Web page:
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There’s no place like home

Posted on June 20, 2024 by Sonoma Sun

People have lived here for a very long time. Western and Asian cultures are recent arrivals; for countless centuries America’s indigenous tribes enjoyed this rich and verdant territory. From Anishinaabe, Pomo, and Algonquin tribes to Ohlones and Coast Miwoks, for at least 10,000 years people gathered, fished, hunted, lived together, and cared for the land of the North Bay. Its natural geology of basin and range produced some of the finest agricultural soil in the world. Truly, the Sonoma Valley is an extraordinary place.

The qualities that make Sonoma Valley so special are the very same ones that prompt exploitation by those accumulating wealth, and our area has repeatedly been subjected to the whims of empire builders more intent on getting rich than caring for this land, its people, its wildlife and its beauty. For them, Sonoma Valley is a project, but for most of us who live here, Sonoma Valley is home.

Sometimes government treats this place as a project too. Although government’s mission is not about accumulating wealth, running government is very expensive and government needs more money every year. In practice this sometimes means that money tops everything else and the line between the interests of those who want to exploit and the interests of those who live here, for whom government is intended to regulate development, gets blurry. 

What’s happened to the Sonoma Developmental Center is a perfect example. Despite years of public meetings, government studies, and required analysis, government’s mishandling of the SDC property is an embarrassment. Between the greed of business interests and the clamor for income by government, a precious and unique piece of our Valley is at risk of being lost forever to exploitation. It comes as close to a land use tragedy as we can imagine; it is the  outcome of seeing our valley as a project instead of a home, not just for people, but for the plant life and the different species recently documented as living on the SDC land..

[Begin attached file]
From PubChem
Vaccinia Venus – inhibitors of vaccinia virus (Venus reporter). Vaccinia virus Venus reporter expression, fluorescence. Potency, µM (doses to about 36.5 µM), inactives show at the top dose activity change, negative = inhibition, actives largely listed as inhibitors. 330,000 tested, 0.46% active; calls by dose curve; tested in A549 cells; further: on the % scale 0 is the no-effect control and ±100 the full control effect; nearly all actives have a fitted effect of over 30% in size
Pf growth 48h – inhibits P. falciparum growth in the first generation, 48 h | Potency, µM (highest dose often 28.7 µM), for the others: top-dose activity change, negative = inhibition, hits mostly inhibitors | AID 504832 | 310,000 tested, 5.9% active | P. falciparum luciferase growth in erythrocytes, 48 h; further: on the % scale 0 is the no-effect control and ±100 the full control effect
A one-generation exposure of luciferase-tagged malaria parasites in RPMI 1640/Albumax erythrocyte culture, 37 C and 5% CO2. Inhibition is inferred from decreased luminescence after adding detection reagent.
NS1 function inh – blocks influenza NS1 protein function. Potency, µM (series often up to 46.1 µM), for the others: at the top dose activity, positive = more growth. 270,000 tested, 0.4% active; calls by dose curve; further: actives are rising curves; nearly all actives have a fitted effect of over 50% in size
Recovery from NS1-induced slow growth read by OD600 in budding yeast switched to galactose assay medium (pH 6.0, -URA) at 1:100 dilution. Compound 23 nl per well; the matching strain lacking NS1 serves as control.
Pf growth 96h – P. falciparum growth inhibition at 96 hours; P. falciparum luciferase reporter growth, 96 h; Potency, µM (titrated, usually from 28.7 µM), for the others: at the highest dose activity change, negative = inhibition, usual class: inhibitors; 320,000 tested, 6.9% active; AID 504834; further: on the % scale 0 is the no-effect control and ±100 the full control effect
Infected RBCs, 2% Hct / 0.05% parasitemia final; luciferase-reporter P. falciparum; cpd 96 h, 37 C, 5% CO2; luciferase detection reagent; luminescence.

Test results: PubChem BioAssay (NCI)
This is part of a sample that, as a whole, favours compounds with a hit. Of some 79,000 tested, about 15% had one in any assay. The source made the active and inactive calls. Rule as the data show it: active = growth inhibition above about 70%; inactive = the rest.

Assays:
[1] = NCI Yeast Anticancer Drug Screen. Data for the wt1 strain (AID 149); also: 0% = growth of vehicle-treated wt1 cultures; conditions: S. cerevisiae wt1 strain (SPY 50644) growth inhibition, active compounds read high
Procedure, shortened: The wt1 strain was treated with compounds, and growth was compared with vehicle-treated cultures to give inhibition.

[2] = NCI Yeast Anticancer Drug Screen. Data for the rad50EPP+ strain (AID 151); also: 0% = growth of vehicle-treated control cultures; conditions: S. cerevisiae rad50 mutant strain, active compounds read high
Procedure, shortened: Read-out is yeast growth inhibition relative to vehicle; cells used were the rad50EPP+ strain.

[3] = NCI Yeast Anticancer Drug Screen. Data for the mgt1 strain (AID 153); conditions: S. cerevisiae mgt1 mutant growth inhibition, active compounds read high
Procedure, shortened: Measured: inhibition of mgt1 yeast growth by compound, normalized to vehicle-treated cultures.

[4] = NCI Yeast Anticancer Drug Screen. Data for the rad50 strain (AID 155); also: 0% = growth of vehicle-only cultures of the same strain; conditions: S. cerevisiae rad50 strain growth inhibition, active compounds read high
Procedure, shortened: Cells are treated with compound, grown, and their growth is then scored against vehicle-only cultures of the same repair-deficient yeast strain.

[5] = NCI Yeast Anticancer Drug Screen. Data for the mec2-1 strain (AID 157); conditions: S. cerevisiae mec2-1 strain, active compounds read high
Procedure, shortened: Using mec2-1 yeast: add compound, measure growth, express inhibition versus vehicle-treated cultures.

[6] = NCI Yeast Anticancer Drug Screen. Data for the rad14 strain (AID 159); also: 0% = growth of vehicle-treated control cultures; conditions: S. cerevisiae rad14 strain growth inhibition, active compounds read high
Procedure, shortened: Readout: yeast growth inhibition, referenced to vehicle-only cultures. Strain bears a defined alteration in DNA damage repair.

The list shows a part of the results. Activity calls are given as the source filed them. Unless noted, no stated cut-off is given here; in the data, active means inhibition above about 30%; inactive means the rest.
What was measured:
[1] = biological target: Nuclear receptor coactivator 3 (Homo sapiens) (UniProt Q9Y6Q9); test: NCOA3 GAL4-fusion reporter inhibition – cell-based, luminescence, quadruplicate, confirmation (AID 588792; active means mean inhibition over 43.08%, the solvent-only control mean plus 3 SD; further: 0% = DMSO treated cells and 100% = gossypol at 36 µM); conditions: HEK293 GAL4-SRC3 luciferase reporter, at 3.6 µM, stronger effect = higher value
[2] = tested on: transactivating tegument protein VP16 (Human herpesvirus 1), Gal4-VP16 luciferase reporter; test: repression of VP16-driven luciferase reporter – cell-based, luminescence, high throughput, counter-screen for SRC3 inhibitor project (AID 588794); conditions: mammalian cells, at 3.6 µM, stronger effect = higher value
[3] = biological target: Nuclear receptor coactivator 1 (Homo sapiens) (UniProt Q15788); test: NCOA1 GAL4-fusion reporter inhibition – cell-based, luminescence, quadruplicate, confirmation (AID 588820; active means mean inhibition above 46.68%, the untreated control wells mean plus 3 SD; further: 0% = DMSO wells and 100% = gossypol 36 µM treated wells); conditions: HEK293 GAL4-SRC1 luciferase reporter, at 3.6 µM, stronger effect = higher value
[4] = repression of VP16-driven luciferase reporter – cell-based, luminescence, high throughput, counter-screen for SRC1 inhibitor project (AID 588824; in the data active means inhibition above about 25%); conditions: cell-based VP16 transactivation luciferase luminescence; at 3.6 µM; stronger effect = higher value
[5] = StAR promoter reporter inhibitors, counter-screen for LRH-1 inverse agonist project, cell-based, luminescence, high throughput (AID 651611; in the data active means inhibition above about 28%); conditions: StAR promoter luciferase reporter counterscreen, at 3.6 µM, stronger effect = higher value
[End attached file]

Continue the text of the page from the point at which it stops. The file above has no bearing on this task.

Before the age of fast travel and communication, our valley endured. Periodic floods enriched the soils while fires, often intentionally set to manage the landscape, prompted growth of beneficial species. Land ownership for private use did not exist. We are long past any chance of returning to that era, but the society we have created with its economic excesses risks destroying what we all appreciate about living here. This is a global problem, not just local, and formulating workable solutions is clearly difficult.

We believe that treating Sonoma Valley as home rather than as a project is the only viable path forward. We must recognize that when developers and government think in terms of “project” they turn our home into an object of exploitation, and priorities shift for the worse. When considered “home,” planning for Sonoma Valley looks entirely different. The needs of who and what live here, the people, wildlife, plants and living systems – their housing, health, and welfare – assume a proper priority in decision-making. As long as money comes first, our valley will suffer.

When priorities are correct, attention is paid to first principles: recognizing our place in the natural living system that sustains us. It means respecting, understanding, and caring for each other and the environment. It means paying attention to those of us who live here and providing affordable housing rather than developing expensive market-rate homes for new residents.

There’s no place like home. We who live here are family. It’s the only way forward.




Sonoma Sun | Sonoma, CA